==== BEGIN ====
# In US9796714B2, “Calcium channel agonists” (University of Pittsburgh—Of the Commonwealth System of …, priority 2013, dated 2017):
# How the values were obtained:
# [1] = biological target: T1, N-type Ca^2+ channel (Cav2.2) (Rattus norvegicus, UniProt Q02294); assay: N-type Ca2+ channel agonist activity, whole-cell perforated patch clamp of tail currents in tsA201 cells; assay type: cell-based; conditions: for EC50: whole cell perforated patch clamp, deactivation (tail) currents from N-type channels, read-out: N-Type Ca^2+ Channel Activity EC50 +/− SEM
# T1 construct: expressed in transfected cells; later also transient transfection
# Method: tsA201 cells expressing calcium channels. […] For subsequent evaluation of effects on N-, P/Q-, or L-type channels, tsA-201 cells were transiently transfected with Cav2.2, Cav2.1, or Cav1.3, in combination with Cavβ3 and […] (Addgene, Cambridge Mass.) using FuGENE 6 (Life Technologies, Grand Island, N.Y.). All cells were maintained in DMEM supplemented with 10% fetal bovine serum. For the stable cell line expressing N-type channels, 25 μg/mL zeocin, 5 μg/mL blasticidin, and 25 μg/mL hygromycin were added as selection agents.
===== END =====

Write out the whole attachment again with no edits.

# In US9796714B2, “Calcium channel agonists” (University of Pittsburgh—Of the Commonwealth System of …, priority 2013, dated 2017):
# How the values were obtained:
# [1] = biological target: T1, N-type Ca^2+ channel (Cav2.2) (Rattus norvegicus, UniProt Q02294); assay: N-type Ca2+ channel agonist activity, whole-cell perforated patch clamp of tail currents in tsA201 cells; assay type: cell-based; conditions: for EC50: whole cell perforated patch clamp, deactivation (tail) currents from N-type channels, read-out: N-Type Ca^2+ Channel Activity EC50 +/− SEM
# T1 construct: expressed in transfected cells; later also transient transfection
# Method: tsA201 cells expressing calcium channels. […] For subsequent evaluation of effects on N-, P/Q-, or L-type channels, tsA-201 cells were transiently transfected with Cav2.2, Cav2.1, or Cav1.3, in combination with Cavβ3 and […] (Addgene, Cambridge Mass.) using FuGENE 6 (Life Technologies, Grand Island, N.Y.). All cells were maintained in DMEM supplemented with 10% fetal bovine serum. For the stable cell line expressing N-type channels, 25 μg/mL zeocin, 5 μg/mL blasticidin, and 25 μg/mL hygromycin were added as selection agents.